#124 Jul/Aug 2002

Boom – The Sound of Eviction

Boom – The Sound of Eviction (96 minutes, 2002), a documentary directed by Francine Cavanaugh, A. Mark Liiv, and Adams Wood. Individuals $20 donation + $3 postage; institutions $200 + […]

Boom – The Sound of Eviction (96 minutes, 2002), a documentary directed by Francine Cavanaugh, A. Mark Liiv, and Adams Wood. Individuals $20 donation + $3 postage; institutions $200 + $3 postage. Whispered Media, P.O. Box 40130, San Francisco, CA 94140. www.boomthemovie.org.

For anyone involved in tenant and community organizing over the last three decades, Boom tells a familiar tale. Gentrification was an issue 30 years ago, just as it is today in the Mission District of San Francisco, except back then it wasn’t dot-comers displacing low-income families. Still, for those of us who have worked on these issues for many years, it’s a story we know well.

The documentary opens with the implosion of Geneva Towers – 576 public housing apartments – in 1997. It was a harbinger of what was to come, as technology stocks soared and new money flooded the Silicon Valley. In 1998, the San Francisco Bay Guardian published an article, “The Economic Cleansing of San Francisco,” about the impact of all that money on the city (see SF #102). “What we didn’t know was that was the beginning,” says a Bay Guardian reporter. Old newsreels extolling San Francisco as a “city of destiny,” and movie clips about the city’s gold rush and the stock market frenzy of the 1920s make the point that the dot-com boom was just the latest in a long line of money-making crazes to hit the city and the nation.

When the film fast forwards to the present, it shows us the confident young people who flocked to the city and its environs to be part of what everyone called “the new economy.” Michael Perkins, a co-author of a 1999 book, The Internet Bubble, that predicted the demise of the new economy, says in the film that of the $20 billion in venture capital for technology flowing into the system, about $7.5 billion made its way into the Bay area alone. The impact on the Mission District, long a community of working class Irish, Italian, and later Mexican and Central American immigrants, was immediate. Renee Saucedo, director of the San Francisco Day Labor Program, calls it “an invasion of wealthier tenants.” In addition to low-income residents, the mom and pop stores that give a community its character, convenience, and continuity were being forced out by higher rents. Cultural institutions were not immune: A dance studio that was in the Mission for 18 years saw its rent go from $6,000 to $12,000 a month. The film inevitably raises the question: Who does the city serve – residents or speculators who want to draw wealthier tenants?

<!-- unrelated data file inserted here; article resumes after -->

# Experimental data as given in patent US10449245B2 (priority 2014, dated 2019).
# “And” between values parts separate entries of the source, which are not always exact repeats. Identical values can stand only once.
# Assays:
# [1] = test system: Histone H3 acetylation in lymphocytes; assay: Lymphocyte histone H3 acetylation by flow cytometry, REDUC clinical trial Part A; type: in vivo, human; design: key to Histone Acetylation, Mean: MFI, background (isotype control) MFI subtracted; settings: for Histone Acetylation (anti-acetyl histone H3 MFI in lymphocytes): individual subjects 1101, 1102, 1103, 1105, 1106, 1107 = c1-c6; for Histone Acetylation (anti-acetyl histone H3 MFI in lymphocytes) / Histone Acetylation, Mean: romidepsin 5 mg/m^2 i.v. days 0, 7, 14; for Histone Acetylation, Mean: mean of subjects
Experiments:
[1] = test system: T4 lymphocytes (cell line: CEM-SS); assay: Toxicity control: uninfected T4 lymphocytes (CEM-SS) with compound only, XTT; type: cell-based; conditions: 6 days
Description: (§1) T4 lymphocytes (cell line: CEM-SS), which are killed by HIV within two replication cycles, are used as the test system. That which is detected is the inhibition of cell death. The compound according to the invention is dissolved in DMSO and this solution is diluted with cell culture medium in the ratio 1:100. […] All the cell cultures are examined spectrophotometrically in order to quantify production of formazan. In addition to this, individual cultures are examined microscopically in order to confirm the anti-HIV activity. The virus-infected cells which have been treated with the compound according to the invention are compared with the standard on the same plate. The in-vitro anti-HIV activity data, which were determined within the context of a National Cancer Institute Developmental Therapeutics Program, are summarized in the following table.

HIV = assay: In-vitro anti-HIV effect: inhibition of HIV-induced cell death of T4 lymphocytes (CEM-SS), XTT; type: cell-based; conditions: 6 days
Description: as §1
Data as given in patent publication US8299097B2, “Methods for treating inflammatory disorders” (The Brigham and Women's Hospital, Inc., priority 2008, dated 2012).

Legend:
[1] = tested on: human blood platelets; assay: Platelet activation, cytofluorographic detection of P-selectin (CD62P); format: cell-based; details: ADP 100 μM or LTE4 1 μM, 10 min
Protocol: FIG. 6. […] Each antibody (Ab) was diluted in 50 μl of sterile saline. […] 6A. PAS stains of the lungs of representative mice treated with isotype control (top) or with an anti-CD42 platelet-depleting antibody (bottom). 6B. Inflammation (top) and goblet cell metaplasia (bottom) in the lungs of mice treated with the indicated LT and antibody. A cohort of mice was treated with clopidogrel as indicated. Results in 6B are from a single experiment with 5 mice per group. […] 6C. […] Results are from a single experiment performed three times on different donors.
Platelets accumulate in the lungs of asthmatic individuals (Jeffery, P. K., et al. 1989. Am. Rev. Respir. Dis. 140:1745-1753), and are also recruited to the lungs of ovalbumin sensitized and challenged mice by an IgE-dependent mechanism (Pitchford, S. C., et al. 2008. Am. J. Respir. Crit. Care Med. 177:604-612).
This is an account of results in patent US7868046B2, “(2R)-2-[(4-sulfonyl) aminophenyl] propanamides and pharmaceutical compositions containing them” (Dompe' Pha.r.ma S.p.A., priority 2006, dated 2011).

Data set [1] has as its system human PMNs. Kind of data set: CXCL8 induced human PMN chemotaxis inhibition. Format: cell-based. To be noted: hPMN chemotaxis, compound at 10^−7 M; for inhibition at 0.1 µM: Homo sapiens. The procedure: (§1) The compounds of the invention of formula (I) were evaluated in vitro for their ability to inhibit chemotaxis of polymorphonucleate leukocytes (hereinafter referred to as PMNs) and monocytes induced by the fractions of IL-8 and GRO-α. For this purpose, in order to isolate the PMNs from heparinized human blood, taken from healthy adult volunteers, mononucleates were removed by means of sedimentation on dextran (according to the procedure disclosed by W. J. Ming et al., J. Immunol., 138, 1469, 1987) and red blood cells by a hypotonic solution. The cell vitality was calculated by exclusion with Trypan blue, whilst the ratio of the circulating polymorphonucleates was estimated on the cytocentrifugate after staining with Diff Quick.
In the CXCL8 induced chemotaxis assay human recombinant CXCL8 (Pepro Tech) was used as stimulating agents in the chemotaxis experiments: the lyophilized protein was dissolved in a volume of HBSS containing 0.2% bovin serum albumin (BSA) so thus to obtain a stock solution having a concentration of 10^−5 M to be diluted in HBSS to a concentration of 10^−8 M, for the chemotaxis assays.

Unfortunately, Mayor Willie Brown was no ally for those seeking to hold on to their homes and community. Brown says in an interview that the changes befalling the Mission District are “the natural process,” adding that the Mission “wasn’t always Latino, it was Irish,” as if ethnicity and not economics was the point. He even says the Latinos protesting the changes “don’t represent the community,” ignoring his constituency and their grievances.

The community was not giving up without a fight, of course. San Francisco’s long history of activism is recapped – from the general strike of 1934 that saw 127,000 people shut the city down for four days to the battles of the 1970s to save a residential hotel and prevent changes to the transit system that would harm the Mission (see SF #107). Current residents of the Mission were no less vocal. They mobilized demonstrations, crashed a dot-com party to confront the moneyed newcomers, and delivered a tree studded with pictures of neighborhood children, to a landlord in his store, pleading “don’t uproot us.” An “accountability session” with city officials drew 500 residents. One family that was threatened with eviction won their fight, but the dance studio was eventually evicted.

But as the film makes clear, the struggle is not just about the dot-coms, it’s also about the growing number of laws and regulations that ease the way for landlords who want to oust long-time tenants for higher-paying ones. For example, no-cause evictions in Oakland allow landlords to legally evict a tenant – for no reason – with just 30 days notice. Community organizers in that city are trying to get a just cause ordinance passed that would require landlords to provide a valid reason, such as failure to pay rent, drug dealing, and other illegal activities before they evict tenants. San Francisco, Berkeley, and other California cities have passed just cause ordinances.

Boom ends as we know it will, with the bursting of the dot-com bubble and the tanking of the economy. But the damage has been done, and the Mission’s identity has been changed. Many of the artists and Latinos who called the Mission home have been scattered to other neighborhoods. The site of the dance studio is vacant, and other building projects that displaced hundreds of people have been aborted. The film tells a compelling story that will unfortunately resonate for many other communities. And it’s a great answer to those who question the need for direct action and tenant protections.


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